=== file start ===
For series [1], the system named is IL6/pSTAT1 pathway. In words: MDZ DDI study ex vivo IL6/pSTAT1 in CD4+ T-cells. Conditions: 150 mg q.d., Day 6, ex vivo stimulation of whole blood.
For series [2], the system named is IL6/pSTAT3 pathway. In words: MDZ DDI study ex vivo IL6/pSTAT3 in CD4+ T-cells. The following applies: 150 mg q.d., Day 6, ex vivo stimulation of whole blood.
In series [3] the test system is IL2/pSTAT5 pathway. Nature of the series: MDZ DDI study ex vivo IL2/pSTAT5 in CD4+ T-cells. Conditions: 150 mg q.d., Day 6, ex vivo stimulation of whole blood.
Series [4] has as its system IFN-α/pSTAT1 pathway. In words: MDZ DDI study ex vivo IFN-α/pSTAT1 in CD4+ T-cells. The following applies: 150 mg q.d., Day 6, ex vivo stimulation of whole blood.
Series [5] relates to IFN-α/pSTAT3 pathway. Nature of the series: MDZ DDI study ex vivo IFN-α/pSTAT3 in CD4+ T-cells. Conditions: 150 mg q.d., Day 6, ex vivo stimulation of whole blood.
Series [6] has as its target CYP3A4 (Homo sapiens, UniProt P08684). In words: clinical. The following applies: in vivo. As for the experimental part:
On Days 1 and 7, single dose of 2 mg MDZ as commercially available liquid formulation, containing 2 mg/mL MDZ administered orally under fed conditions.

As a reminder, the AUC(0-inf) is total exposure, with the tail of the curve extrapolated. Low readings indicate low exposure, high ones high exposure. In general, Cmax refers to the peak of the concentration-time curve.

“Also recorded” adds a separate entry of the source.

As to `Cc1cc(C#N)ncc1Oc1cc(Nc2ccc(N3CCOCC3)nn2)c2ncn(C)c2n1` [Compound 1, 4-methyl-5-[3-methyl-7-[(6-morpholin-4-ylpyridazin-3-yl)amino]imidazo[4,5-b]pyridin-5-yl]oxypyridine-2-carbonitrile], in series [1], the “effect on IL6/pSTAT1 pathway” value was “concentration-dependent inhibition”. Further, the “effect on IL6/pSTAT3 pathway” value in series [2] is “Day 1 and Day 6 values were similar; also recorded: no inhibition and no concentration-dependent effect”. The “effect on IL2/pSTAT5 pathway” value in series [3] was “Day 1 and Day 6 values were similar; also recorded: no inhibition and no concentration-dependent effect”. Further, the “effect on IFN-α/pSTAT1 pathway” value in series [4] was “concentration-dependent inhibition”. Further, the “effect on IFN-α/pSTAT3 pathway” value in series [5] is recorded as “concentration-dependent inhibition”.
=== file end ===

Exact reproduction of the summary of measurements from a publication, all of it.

For series [1], the system named is IL6/pSTAT1 pathway. In words: MDZ DDI study ex vivo IL6/pSTAT1 in CD4+ T-cells. Conditions: 150 mg q.d., Day 6, ex vivo stimulation of whole blood.
For series [2], the system named is IL6/pSTAT3 pathway. In words: MDZ DDI study ex vivo IL6/pSTAT3 in CD4+ T-cells. The following applies: 150 mg q.d., Day 6, ex vivo stimulation of whole blood.
In series [3] the test system is IL2/pSTAT5 pathway. Nature of the series: MDZ DDI study ex vivo IL2/pSTAT5 in CD4+ T-cells. Conditions: 150 mg q.d., Day 6, ex vivo stimulation of whole blood.
Series [4] has as its system IFN-α/pSTAT1 pathway. In words: MDZ DDI study ex vivo IFN-α/pSTAT1 in CD4+ T-cells. The following applies: 150 mg q.d., Day 6, ex vivo stimulation of whole blood.
Series [5] relates to IFN-α/pSTAT3 pathway. Nature of the series: MDZ DDI study ex vivo IFN-α/pSTAT3 in CD4+ T-cells. Conditions: 150 mg q.d., Day 6, ex vivo stimulation of whole blood.
Series [6] has as its target CYP3A4 (Homo sapiens, UniProt P08684). In words: clinical. The following applies: in vivo. As for the experimental part:
On Days 1 and 7, single dose of 2 mg MDZ as commercially available liquid formulation, containing 2 mg/mL MDZ administered orally under fed conditions.

As a reminder, the AUC(0-inf) is total exposure, with the tail of the curve extrapolated. Low readings indicate low exposure, high ones high exposure. In general, Cmax refers to the peak of the concentration-time curve.

“Also recorded” adds a separate entry of the source.

As to `Cc1cc(C#N)ncc1Oc1cc(Nc2ccc(N3CCOCC3)nn2)c2ncn(C)c2n1` [Compound 1, 4-methyl-5-[3-methyl-7-[(6-morpholin-4-ylpyridazin-3-yl)amino]imidazo[4,5-b]pyridin-5-yl]oxypyridine-2-carbonitrile], in series [1], the “effect on IL6/pSTAT1 pathway” value was “concentration-dependent inhibition”. Further, the “effect on IL6/pSTAT3 pathway” value in series [2] is “Day 1 and Day 6 values were similar; also recorded: no inhibition and no concentration-dependent effect”. The “effect on IL2/pSTAT5 pathway” value in series [3] was “Day 1 and Day 6 values were similar; also recorded: no inhibition and no concentration-dependent effect”. Further, the “effect on IFN-α/pSTAT1 pathway” value in series [4] was “concentration-dependent inhibition”. Further, the “effect on IFN-α/pSTAT3 pathway” value in series [5] is recorded as “concentration-dependent inhibition”.